The good, bad, ugly about donating under new rules
Larger standard deduction complicates write-offsMarch 15th, 2018
The new Tax Cuts and Jobs Act takes effect this year, and Americans are hard at work deciphering what the changes mean. One goal of the new tax law was to simplify filing for more taxpayers. Consequently, the standard deduction has nearly doubled, eliminating the need for many to itemize their deductions to realize greater tax benefits.
For those involved in charitable giving—either as a benefactor or as a recipient—the change has ramifications that may be interpreted as good, bad, and perhaps even ugly, though perhaps it is too soon to judge.
First, a little background: Last year, about 30 percent of taxpayers itemized their deductions, the only method by which charitable contributions could receive favorable tax treatment. Standard deductions were $6,350 for individuals and $12,700 for married couples, filing jointly.
Under the new tax law, the standard deduction for individuals increases to $12,000 and to $24,000 for those who are married, filing jointly. For many, that leap means that itemizing deductions will not offer the same tax savings this year.
For those who make donations with an eye toward improving their tax bill, the new tax law may not provide enough incentive depending on a donor’s means. Given that the standard deduction has nearly doubled, some charitable organizations are concerned that donors who make small to moderate gifts on a regular basis may curtail their giving if it is not enough—when coupled with any other qualifying deductions—to exceed the standard deduction and reduce their overall tax liability.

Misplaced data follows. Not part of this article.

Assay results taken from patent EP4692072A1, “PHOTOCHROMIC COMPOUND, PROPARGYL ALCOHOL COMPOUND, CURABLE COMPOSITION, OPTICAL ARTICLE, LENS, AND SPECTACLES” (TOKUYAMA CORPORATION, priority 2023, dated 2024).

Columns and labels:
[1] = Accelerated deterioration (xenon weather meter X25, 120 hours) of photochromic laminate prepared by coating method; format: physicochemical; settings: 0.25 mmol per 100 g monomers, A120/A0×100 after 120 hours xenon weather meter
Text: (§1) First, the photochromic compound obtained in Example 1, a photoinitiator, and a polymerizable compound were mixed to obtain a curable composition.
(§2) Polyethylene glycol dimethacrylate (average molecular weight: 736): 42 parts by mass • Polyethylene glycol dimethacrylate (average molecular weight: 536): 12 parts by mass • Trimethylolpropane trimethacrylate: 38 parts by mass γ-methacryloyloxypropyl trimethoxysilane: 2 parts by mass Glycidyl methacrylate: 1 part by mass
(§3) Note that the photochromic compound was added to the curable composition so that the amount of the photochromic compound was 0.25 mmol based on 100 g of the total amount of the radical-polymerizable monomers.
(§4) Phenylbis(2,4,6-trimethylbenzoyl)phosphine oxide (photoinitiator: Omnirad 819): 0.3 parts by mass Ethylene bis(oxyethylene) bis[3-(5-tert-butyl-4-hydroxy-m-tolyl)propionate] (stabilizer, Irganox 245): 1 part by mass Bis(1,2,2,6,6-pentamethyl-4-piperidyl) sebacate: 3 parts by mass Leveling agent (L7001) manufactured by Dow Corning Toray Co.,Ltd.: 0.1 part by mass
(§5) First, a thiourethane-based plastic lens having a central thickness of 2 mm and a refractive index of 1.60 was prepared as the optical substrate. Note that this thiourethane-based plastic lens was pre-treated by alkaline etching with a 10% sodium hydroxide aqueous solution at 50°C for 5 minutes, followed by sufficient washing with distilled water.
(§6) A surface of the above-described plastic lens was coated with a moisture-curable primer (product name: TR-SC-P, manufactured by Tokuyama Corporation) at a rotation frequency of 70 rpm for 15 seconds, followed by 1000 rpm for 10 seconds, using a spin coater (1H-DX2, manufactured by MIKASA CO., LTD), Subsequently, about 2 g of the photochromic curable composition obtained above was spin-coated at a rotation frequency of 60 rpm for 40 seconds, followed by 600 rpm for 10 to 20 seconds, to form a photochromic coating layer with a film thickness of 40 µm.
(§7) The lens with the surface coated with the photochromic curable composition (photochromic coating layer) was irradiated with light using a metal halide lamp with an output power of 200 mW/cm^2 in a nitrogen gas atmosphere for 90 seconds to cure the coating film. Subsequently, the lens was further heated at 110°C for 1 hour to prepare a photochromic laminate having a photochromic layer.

Charitable organizations are justified in their concern. For instance, the Tax Policy Center issued a preliminary report that more than 37 million taxpayers itemized deductions for charitable contributions in 2017, a number expected to fall to just under 16 million this year. Additionally, some analysts have estimated that nonprofits could expect to see a drop of more than $20 billion in donations.
In Washington state, an estimated $285 million in annual contributions are at risk, according to a report from the Joint Economic Committee Democrats.
Now the good news: The new tax law retains some important charitable-giving strategies and offers potential to encourage taxpayers to continue—or even increase—their giving.
First, Americans who are 70 1/2 or older can continue to make charitable contributions directly from their individual retirement accounts without incurring taxes. Once an IRA holder reaches age 70 1/2, required minimum distributions take effect. If an individual is financially secure, they may choose to make a direct transfer to a charity of their choice, fulfilling the requirement to take a distribution without adding the disbursement to their adjusted gross income. The amount transferred should be at least equivalent to the required minimum distribution, but no more than the cap of $100,000 per year.
Second, the deductibility of charitable gifts has increased this year, from 50 percent of adjusted gross income to 60 percent. For those who are able to make larger gifts, there is potential to see a greater tax benefit and an incentive to increase charitable contributions.